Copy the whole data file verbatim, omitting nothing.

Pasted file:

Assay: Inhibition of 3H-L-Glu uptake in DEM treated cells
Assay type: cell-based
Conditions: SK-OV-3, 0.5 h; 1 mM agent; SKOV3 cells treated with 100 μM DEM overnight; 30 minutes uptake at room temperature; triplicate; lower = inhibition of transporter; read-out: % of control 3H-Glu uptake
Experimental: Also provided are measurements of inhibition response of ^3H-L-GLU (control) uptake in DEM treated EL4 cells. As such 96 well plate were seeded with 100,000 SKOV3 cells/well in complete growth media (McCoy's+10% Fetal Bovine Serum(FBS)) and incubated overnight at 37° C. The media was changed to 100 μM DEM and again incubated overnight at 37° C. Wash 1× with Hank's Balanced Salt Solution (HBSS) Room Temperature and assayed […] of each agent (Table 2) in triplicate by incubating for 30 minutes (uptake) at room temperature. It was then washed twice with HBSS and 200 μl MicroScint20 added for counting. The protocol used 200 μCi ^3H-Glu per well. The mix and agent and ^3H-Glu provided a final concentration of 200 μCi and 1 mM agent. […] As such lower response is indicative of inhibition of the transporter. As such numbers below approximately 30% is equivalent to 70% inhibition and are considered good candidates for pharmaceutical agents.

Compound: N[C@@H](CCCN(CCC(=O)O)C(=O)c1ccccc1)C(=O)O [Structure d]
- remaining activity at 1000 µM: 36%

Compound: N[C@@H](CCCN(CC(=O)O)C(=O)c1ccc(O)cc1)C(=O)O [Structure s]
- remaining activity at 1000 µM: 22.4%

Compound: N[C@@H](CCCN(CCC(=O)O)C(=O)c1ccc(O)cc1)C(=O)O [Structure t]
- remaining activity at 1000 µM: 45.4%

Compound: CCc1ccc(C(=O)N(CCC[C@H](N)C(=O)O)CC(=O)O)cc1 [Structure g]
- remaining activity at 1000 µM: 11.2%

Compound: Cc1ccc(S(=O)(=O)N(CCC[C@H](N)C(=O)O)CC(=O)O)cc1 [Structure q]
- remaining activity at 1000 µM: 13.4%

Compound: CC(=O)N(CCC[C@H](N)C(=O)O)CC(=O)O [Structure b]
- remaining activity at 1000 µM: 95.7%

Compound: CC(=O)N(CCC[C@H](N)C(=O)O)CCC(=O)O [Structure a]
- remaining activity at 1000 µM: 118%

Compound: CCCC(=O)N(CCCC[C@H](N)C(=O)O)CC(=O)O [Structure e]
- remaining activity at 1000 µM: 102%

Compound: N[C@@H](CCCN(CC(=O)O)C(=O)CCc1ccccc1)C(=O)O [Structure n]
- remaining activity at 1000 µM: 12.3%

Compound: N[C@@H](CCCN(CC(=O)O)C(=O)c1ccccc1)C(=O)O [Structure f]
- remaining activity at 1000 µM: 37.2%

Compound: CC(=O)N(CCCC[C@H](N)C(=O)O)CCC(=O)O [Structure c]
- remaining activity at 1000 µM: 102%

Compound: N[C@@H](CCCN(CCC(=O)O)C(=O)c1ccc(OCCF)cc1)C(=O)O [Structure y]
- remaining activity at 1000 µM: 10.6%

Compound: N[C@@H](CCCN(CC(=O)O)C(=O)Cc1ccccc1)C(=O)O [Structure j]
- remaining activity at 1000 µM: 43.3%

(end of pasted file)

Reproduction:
Assay: Inhibition of 3H-L-Glu uptake in DEM treated cells
Assay type: cell-based
Conditions: SK-OV-3, 0.5 h; 1 mM agent; SKOV3 cells treated with 100 μM DEM overnight; 30 minutes uptake at room temperature; triplicate; lower = inhibition of transporter; read-out: % of control 3H-Glu uptake
Experimental: Also provided are measurements of inhibition response of ^3H-L-GLU (control) uptake in DEM treated EL4 cells. As such 96 well plate were seeded with 100,000 SKOV3 cells/well in complete growth media (McCoy's+10% Fetal Bovine Serum(FBS)) and incubated overnight at 37° C. The media was changed to 100 μM DEM and again incubated overnight at 37° C. Wash 1× with Hank's Balanced Salt Solution (HBSS) Room Temperature and assayed […] of each agent (Table 2) in triplicate by incubating for 30 minutes (uptake) at room temperature. It was then washed twice with HBSS and 200 μl MicroScint20 added for counting. The protocol used 200 μCi ^3H-Glu per well. The mix and agent and ^3H-Glu provided a final concentration of 200 μCi and 1 mM agent. […] As such lower response is indicative of inhibition of the transporter. As such numbers below approximately 30% is equivalent to 70% inhibition and are considered good candidates for pharmaceutical agents.

Compound: N[C@@H](CCCN(CCC(=O)O)C(=O)c1ccccc1)C(=O)O [Structure d]
- remaining activity at 1000 µM: 36%

Compound: N[C@@H](CCCN(CC(=O)O)C(=O)c1ccc(O)cc1)C(=O)O [Structure s]
- remaining activity at 1000 µM: 22.4%

Compound: N[C@@H](CCCN(CCC(=O)O)C(=O)c1ccc(O)cc1)C(=O)O [Structure t]
- remaining activity at 1000 µM: 45.4%

Compound: CCc1ccc(C(=O)N(CCC[C@H](N)C(=O)O)CC(=O)O)cc1 [Structure g]
- remaining activity at 1000 µM: 11.2%

Compound: Cc1ccc(S(=O)(=O)N(CCC[C@H](N)C(=O)O)CC(=O)O)cc1 [Structure q]
- remaining activity at 1000 µM: 13.4%

Compound: CC(=O)N(CCC[C@H](N)C(=O)O)CC(=O)O [Structure b]
- remaining activity at 1000 µM: 95.7%

Compound: CC(=O)N(CCC[C@H](N)C(=O)O)CCC(=O)O [Structure a]
- remaining activity at 1000 µM: 118%

Compound: CCCC(=O)N(CCCC[C@H](N)C(=O)O)CC(=O)O [Structure e]
- remaining activity at 1000 µM: 102%

Compound: N[C@@H](CCCN(CC(=O)O)C(=O)CCc1ccccc1)C(=O)O [Structure n]
- remaining activity at 1000 µM: 12.3%

Compound: N[C@@H](CCCN(CC(=O)O)C(=O)c1ccccc1)C(=O)O [Structure f]
- remaining activity at 1000 µM: 37.2%

Compound: CC(=O)N(CCCC[C@H](N)C(=O)O)CCC(=O)O [Structure c]
- remaining activity at 1000 µM: 102%

Compound: N[C@@H](CCCN(CCC(=O)O)C(=O)c1ccc(OCCF)cc1)C(=O)O [Structure y]
- remaining activity at 1000 µM: 10.6%

Compound: N[C@@H](CCCN(CC(=O)O)C(=O)Cc1ccccc1)C(=O)O [Structure j]
- remaining activity at 1000 µM: 43.3%